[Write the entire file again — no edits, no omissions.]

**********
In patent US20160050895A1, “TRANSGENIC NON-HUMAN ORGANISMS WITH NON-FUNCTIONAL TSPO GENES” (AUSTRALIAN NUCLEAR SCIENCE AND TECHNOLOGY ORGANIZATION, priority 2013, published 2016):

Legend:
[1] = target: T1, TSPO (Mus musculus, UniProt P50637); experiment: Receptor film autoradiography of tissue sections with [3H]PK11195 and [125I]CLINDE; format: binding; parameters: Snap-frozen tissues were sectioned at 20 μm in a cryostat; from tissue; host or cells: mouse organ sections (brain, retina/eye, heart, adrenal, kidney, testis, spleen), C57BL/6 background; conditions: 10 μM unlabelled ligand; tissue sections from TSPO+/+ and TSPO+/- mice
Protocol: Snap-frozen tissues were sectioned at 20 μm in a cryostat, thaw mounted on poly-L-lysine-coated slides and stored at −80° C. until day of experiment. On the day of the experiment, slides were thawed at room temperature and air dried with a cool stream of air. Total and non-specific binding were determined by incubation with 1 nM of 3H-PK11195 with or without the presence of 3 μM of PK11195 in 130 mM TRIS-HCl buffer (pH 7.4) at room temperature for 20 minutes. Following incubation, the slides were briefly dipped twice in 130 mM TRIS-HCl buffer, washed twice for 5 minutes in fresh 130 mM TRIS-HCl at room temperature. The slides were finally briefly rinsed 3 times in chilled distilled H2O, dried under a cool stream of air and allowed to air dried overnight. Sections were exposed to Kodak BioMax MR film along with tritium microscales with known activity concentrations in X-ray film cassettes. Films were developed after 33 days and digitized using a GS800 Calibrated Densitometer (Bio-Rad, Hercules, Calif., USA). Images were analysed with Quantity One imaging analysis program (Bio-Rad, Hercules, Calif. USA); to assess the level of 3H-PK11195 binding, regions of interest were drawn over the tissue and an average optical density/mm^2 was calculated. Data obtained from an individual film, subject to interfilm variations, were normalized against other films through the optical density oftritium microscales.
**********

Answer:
In patent US20160050895A1, “TRANSGENIC NON-HUMAN ORGANISMS WITH NON-FUNCTIONAL TSPO GENES” (AUSTRALIAN NUCLEAR SCIENCE AND TECHNOLOGY ORGANIZATION, priority 2013, published 2016):

Legend:
[1] = target: T1, TSPO (Mus musculus, UniProt P50637); experiment: Receptor film autoradiography of tissue sections with [3H]PK11195 and [125I]CLINDE; format: binding; parameters: Snap-frozen tissues were sectioned at 20 μm in a cryostat; from tissue; host or cells: mouse organ sections (brain, retina/eye, heart, adrenal, kidney, testis, spleen), C57BL/6 background; conditions: 10 μM unlabelled ligand; tissue sections from TSPO+/+ and TSPO+/- mice
Protocol: Snap-frozen tissues were sectioned at 20 μm in a cryostat, thaw mounted on poly-L-lysine-coated slides and stored at −80° C. until day of experiment. On the day of the experiment, slides were thawed at room temperature and air dried with a cool stream of air. Total and non-specific binding were determined by incubation with 1 nM of 3H-PK11195 with or without the presence of 3 μM of PK11195 in 130 mM TRIS-HCl buffer (pH 7.4) at room temperature for 20 minutes. Following incubation, the slides were briefly dipped twice in 130 mM TRIS-HCl buffer, washed twice for 5 minutes in fresh 130 mM TRIS-HCl at room temperature. The slides were finally briefly rinsed 3 times in chilled distilled H2O, dried under a cool stream of air and allowed to air dried overnight. Sections were exposed to Kodak BioMax MR film along with tritium microscales with known activity concentrations in X-ray film cassettes. Films were developed after 33 days and digitized using a GS800 Calibrated Densitometer (Bio-Rad, Hercules, Calif., USA). Images were analysed with Quantity One imaging analysis program (Bio-Rad, Hercules, Calif. USA); to assess the level of 3H-PK11195 binding, regions of interest were drawn over the tissue and an average optical density/mm^2 was calculated. Data obtained from an individual film, subject to interfilm variations, were normalized against other films through the optical density oftritium microscales.